How to Advance (Advancement)
Respiratory therapists advance in clinical practice by moving from general care to the care of critically ill patients who have significant problems in other organ systems, such as the heart or kidneys. Respiratory therapists, especially those with a bachelor's or master's degree, also may advance to supervisory or managerial positions in a respiratory therapy department. Respiratory therapists in home healthcare and equipment rental firms may become branch managers. Some respiratory therapists advance by moving into teaching positions. Some others use the knowledge gained as a respiratory therapist to work in another industry, such as developing, marketing, or selling pharmaceuticals and medical devices.
Respiratory therapists held about 105,900 jobs in 2008. About 81 percent of jobs were in hospitals, mainly in departments of respiratory care, anesthesiology, or pulmonary medicine. Most of the remaining jobs were in offices of physicians or other health practitioners, consumer-goods rental firms that supply respiratory equipment for home use, nursing care facilities, employment services, and home healthcare services.
Much faster than average growth is projected for respiratory therapists. Job opportunities should be very good.
Employment of respiratory therapists is expected to grow by 21 percent from 2008 to 2018, much faster than the average for all occupations. The increasing demand will come from substantial growth in the middle-aged and elderly population—a development that will heighten the incidence of cardiopulmonary disease. Growth in demand also will result from the expanding role of respiratory therapists in case management, disease prevention, emergency care, and the early detection of pulmonary disorders.
Older Americans suffer most from respiratory ailments and cardiopulmonary diseases, such as pneumonia, chronic bronchitis, emphysema, and heart disease. As the number of older persons increases, the need for respiratory therapists is expected to increase as well. In addition, advances in inhalable medications and in the treatment of lung transplant patients, heart attack and accident victims, and premature infants—many of whom depend on a ventilator during part of their treatment—will increase the demand for the services of respiratory care practitioners.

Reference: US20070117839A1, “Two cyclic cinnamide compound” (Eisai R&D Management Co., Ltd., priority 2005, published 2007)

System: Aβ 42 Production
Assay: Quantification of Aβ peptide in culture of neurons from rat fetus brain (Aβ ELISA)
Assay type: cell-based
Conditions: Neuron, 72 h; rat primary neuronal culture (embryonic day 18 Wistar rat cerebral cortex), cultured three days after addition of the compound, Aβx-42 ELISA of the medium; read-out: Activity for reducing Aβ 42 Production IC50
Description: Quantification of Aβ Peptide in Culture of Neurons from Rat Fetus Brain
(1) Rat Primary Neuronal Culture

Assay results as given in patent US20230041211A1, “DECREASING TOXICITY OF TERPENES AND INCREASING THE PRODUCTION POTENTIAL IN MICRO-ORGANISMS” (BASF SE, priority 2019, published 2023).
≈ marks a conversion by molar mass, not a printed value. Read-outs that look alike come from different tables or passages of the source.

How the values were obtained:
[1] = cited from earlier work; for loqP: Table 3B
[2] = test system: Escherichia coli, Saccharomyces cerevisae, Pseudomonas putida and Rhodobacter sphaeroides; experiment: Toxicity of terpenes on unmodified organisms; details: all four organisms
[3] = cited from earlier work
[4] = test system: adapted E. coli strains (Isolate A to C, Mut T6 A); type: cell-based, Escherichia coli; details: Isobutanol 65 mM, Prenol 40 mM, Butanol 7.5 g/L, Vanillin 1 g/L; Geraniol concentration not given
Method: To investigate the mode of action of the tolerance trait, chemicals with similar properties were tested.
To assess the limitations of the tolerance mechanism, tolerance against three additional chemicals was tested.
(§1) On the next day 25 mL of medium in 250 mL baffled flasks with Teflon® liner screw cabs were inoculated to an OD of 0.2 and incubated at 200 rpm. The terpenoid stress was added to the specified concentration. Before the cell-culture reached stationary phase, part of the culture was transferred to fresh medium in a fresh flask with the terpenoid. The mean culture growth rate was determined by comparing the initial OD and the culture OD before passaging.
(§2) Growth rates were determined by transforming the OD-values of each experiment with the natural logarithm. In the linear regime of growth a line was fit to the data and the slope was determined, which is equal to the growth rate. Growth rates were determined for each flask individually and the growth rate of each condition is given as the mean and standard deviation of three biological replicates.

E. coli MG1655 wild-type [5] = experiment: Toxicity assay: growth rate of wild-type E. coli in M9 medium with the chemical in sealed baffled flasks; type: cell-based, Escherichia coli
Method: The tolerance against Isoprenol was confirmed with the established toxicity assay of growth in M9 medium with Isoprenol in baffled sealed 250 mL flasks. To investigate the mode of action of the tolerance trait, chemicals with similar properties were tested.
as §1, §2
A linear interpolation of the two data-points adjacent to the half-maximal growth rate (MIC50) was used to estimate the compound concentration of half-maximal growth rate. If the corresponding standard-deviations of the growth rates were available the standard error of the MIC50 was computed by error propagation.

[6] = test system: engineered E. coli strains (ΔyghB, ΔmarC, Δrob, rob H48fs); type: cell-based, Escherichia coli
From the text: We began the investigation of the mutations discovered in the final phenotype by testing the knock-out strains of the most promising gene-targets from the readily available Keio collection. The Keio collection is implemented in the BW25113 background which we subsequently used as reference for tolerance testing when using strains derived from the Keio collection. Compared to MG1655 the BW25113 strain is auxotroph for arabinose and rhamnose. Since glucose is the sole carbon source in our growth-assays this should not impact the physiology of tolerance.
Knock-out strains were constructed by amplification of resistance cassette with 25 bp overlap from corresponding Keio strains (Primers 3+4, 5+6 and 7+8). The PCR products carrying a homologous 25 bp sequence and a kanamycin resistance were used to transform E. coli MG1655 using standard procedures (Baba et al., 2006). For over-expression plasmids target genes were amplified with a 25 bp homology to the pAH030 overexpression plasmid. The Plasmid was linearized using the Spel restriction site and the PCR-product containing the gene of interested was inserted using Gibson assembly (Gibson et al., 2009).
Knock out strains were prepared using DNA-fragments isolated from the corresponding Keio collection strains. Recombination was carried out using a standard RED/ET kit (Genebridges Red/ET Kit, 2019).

Job opportunities are expected to be very good, especially for those with a bachelor’s degree and certification, and those with cardiopulmonary care skills or experience working with infants. The vast majority of job openings will continue to be in hospitals. However, a growing number of openings are expected to be outside of hospitals, especially in home healthcare services, offices of physicians or other health practitioners, consumer-goods rental firms, or in the employment services industry as a temporary worker in various settings.
Median annual wages of wage-and-salary respiratory therapists were $52,200 in May 2008. The middle 50 percent earned between $44,490 and $61,720. The lowest 10 percent earned less than $37,920 and the highest 10 percent earned more than $69,800.
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